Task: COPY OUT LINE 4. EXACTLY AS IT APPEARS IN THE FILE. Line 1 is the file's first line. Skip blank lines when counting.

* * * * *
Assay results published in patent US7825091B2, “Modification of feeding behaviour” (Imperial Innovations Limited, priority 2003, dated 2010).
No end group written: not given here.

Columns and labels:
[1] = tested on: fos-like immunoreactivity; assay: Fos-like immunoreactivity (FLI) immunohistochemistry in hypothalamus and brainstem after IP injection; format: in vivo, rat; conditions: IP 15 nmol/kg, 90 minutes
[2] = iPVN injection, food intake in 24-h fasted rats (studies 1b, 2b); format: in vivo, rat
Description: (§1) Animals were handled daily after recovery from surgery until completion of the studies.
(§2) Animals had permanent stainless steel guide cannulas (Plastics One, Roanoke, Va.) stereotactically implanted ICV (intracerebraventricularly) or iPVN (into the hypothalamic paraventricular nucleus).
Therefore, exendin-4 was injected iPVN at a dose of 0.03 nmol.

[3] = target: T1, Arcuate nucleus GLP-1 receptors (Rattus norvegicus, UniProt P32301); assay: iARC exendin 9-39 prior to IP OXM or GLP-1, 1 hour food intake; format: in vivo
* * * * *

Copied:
[1] = tested on: fos-like immunoreactivity; assay: Fos-like immunoreactivity (FLI) immunohistochemistry in hypothalamus and brainstem after IP injection; format: in vivo, rat; conditions: IP 15 nmol/kg, 90 minutes